As you’re getting ready for the season, do a thorough inspection of your grain bins and close the season with a post-inspection. Check the walls, roof and foundation for any issues. Make sure all fans and conveyors are working properly. Verify signage is visible. Remove any objects that clutter walkways and could lead to trip and fall injuries. Discuss the importance of cleaning up spilled grain and grain dust with your employees. The Grain Handling Safety Coalition has a page dedicated to resources for farmers to use with employees.
The CDC states that every day, about 167 agricultural workers suffer a lost-work-time injury, but simple safety advancements like machine guarding have gone a long way in keeping you and your workers safe. Installing the proper machine guarding, along with regular equipment maintenance, reduces the likelihood of accidents for the operators and keeps flying debris away from other workers in the area. Machine guards double as a way to increase your space by reducing the hazard area for the machine, and it keeps cleanup contained to a smaller area.
Be sure to install Roll-Over Protective Structure (ROPS) on your tractors. According to the CDC, tractor overturns were the leading cause of death for these farmers and farm workers. This piece of safety equipment is the best way to prevent tractor overturn. Also, ensure that all equipment is shut off before exiting the cab, and only allow riders on equipment that has a buddy seat and seat belt installed.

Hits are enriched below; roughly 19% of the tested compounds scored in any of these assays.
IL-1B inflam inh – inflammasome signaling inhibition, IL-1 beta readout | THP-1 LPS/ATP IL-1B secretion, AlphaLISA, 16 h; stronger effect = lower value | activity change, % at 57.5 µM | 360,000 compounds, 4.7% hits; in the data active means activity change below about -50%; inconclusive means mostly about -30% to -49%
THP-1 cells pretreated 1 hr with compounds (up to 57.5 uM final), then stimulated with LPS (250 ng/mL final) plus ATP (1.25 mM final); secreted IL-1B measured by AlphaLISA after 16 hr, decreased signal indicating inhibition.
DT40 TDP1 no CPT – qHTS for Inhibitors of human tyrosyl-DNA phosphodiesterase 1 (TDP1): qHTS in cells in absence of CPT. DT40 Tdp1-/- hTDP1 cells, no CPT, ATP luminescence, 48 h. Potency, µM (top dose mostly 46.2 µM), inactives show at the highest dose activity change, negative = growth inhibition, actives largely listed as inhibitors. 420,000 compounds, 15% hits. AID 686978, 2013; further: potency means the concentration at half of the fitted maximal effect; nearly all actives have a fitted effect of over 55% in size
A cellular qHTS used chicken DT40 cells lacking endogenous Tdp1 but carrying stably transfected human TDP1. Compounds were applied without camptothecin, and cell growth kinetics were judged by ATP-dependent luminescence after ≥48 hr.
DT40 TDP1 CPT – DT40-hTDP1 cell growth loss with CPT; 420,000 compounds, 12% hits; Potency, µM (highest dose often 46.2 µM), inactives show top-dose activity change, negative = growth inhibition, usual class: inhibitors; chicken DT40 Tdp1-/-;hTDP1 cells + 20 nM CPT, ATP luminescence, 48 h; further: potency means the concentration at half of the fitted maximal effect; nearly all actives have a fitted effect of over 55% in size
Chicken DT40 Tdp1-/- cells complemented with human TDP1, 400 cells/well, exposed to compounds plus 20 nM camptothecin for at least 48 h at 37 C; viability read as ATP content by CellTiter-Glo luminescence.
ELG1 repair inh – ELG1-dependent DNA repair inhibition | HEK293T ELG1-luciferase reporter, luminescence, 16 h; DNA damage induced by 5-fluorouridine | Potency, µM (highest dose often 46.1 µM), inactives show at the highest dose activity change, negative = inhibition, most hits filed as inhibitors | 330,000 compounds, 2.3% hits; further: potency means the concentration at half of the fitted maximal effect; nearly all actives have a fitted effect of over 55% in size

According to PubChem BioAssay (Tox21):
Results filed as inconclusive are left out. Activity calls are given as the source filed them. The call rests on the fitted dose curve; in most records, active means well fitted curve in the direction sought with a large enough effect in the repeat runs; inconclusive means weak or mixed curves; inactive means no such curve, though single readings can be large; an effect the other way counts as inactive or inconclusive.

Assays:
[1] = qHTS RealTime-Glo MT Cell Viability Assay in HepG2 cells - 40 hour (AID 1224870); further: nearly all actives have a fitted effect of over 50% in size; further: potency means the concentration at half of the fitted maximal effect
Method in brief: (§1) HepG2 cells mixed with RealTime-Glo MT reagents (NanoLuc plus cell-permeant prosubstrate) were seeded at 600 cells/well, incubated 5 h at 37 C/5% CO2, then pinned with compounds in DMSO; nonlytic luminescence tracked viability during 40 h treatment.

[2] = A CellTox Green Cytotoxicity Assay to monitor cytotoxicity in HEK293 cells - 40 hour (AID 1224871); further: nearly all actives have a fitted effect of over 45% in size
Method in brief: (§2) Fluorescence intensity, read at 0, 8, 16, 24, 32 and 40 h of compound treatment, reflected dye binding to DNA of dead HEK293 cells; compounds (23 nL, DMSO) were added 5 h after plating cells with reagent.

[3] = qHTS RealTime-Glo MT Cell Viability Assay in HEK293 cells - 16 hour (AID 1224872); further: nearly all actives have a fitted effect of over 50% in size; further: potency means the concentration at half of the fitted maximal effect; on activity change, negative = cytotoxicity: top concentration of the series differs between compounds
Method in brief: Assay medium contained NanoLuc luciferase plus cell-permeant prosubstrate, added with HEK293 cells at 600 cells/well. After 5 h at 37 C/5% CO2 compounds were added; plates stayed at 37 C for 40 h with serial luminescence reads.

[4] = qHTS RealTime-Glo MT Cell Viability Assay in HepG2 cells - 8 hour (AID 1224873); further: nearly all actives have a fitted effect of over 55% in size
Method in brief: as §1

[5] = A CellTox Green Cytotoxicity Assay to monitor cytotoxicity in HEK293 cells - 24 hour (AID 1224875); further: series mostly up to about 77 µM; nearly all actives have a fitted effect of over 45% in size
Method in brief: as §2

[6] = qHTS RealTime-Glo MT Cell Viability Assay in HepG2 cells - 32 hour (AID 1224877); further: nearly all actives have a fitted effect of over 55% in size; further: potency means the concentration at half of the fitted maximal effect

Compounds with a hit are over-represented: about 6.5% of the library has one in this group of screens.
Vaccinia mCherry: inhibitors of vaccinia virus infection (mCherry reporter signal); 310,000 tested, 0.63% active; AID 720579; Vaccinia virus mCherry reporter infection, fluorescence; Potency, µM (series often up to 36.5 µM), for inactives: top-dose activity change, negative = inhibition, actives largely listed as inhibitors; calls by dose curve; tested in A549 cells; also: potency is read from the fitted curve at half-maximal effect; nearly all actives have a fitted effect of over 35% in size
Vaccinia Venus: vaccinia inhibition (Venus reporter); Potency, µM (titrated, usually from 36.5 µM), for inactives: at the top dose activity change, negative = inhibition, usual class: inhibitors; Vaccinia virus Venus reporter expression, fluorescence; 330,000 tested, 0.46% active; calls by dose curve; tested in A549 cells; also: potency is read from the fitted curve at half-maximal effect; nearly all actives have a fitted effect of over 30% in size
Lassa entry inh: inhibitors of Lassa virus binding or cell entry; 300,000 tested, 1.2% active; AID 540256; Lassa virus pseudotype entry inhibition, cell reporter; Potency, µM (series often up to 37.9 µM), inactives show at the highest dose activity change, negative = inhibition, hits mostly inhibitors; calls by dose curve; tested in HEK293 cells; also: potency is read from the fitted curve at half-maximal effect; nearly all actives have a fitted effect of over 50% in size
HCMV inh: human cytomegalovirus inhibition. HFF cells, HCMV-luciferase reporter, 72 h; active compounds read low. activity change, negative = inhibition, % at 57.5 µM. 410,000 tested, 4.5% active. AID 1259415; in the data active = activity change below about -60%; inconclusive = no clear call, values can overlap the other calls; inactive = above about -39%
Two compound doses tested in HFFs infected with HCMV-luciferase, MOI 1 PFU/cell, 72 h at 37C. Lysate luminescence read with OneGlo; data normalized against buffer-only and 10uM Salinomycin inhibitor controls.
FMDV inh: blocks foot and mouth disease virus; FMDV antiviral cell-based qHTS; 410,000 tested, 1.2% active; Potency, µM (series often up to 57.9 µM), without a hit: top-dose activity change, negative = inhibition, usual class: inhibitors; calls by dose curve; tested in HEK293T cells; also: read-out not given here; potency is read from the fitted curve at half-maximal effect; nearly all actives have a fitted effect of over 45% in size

When dealing with PTO systems, make sure the safety cover is always in place, even when not in use. Loose clothing should be avoided, and always walk around tractors and machinery as opposed to stepping over a rotating shaft.
Farm Safety on the Road
During a farmer or rancher’s busiest time of the year, it’s common to need to take large equipment out on the road – and sometimes a busy highway. The National Safety Council estimates that 15,000 collisions involving farm vehicles occur on U.S. roadways each year. When operating farm equipment on the roads, follow these steps to make sure you’re driving safely.
Display the Slow Moving Vehicle (SMV) symbol on your equipment.
Use emblems that are in good condition and securely attached. This symbol alerts other drivers of the equipment’s slow speed and low maneuverability, but it doesn’t help if other drivers can’t see it. Display the symbol as high and to the left, and keep the sign clean so that it is effective.
Use flashers anytime you are on public roads.
Make sure your equipment follows the lighting recommendations from the American Society of Agricultural Engineers (ASAE):